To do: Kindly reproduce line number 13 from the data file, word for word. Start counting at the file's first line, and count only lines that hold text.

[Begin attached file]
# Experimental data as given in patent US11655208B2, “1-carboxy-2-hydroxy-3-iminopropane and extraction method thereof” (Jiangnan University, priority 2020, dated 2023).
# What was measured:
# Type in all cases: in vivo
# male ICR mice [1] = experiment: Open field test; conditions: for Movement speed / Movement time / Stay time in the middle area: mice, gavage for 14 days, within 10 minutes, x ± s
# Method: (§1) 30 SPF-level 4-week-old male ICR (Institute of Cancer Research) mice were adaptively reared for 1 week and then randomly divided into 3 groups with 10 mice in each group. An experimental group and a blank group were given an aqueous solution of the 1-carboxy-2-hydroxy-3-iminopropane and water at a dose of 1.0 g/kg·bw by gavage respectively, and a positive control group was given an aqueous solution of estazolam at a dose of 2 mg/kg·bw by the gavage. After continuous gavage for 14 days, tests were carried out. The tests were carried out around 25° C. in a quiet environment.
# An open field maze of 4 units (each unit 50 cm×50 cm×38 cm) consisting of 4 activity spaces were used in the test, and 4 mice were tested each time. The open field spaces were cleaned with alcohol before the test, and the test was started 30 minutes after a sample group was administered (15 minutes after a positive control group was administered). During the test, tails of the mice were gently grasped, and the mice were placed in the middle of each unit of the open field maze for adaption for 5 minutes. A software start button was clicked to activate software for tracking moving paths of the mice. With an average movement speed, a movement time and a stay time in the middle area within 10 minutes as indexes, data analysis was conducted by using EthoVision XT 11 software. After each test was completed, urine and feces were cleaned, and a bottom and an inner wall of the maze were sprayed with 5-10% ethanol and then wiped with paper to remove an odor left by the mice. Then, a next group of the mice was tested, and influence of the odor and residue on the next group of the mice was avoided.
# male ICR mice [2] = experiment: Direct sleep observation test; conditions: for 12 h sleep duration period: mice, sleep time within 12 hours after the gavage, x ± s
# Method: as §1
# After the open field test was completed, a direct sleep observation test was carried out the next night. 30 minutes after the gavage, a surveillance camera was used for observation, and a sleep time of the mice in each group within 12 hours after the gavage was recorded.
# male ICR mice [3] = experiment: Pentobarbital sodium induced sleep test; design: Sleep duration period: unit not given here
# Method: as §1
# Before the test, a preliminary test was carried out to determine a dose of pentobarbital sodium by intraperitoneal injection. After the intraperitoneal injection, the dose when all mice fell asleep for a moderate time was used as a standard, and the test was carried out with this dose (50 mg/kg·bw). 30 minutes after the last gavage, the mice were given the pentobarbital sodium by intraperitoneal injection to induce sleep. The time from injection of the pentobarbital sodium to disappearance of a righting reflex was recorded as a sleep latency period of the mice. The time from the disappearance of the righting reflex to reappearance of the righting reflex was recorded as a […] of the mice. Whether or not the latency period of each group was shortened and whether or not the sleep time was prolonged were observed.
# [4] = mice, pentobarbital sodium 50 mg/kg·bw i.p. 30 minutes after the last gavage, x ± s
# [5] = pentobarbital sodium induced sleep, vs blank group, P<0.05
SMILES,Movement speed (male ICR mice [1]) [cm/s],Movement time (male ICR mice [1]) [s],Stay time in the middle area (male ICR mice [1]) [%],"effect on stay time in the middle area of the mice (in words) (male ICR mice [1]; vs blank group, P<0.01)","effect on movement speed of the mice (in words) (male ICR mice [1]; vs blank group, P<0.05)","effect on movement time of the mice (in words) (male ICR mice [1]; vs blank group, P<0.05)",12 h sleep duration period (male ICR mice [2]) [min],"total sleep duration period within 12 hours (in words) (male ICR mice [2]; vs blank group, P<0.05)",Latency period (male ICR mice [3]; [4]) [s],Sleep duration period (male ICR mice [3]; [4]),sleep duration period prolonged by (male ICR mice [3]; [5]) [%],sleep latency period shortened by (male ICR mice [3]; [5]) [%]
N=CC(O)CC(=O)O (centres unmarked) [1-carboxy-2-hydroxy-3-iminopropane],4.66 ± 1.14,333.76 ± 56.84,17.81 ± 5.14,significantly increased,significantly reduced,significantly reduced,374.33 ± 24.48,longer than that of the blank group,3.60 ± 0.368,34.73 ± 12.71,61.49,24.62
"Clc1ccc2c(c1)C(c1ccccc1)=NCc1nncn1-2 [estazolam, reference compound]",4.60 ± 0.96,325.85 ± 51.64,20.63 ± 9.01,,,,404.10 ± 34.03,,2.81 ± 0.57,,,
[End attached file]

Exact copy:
# [4] = mice, pentobarbital sodium 50 mg/kg·bw i.p. 30 minutes after the last gavage, x ± s